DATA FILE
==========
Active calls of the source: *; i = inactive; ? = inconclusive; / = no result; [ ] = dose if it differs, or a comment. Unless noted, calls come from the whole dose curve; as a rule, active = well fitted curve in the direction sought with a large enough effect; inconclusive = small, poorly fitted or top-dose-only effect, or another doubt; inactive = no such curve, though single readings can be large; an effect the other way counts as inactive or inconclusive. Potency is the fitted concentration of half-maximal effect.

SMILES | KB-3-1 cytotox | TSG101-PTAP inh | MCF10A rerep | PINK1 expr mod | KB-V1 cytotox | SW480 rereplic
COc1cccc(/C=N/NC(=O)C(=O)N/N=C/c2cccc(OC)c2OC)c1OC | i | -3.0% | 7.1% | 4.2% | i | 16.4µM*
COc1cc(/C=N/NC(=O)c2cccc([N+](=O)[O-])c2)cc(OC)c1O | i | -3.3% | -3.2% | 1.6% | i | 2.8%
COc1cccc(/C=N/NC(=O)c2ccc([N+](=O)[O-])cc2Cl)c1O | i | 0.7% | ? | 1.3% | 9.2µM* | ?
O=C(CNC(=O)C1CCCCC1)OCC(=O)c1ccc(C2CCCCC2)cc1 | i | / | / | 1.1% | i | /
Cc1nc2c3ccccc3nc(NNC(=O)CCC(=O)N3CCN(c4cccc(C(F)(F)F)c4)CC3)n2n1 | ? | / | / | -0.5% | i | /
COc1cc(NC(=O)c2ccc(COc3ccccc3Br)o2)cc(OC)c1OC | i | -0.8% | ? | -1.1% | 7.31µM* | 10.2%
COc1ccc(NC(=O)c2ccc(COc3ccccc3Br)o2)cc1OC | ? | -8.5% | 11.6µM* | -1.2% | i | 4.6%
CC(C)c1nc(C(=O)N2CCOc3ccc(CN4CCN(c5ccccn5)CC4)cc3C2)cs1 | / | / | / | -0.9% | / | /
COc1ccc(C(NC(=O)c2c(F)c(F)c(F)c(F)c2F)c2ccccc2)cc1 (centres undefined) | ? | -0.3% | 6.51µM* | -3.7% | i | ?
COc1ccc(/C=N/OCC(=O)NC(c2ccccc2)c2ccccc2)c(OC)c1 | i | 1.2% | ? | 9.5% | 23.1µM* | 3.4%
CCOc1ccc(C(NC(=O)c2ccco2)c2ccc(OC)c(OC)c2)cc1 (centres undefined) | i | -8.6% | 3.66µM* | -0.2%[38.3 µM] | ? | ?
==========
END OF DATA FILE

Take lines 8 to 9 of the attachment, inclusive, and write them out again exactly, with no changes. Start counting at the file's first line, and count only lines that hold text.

COc1cc(NC(=O)c2ccc(COc3ccccc3Br)o2)cc(OC)c1OC | i | -0.8% | ? | -1.1% | 7.31µM* | 10.2%
COc1ccc(NC(=O)c2ccc(COc3ccccc3Br)o2)cc1OC | ? | -8.5% | 11.6µM* | -1.2% | i | 4.6%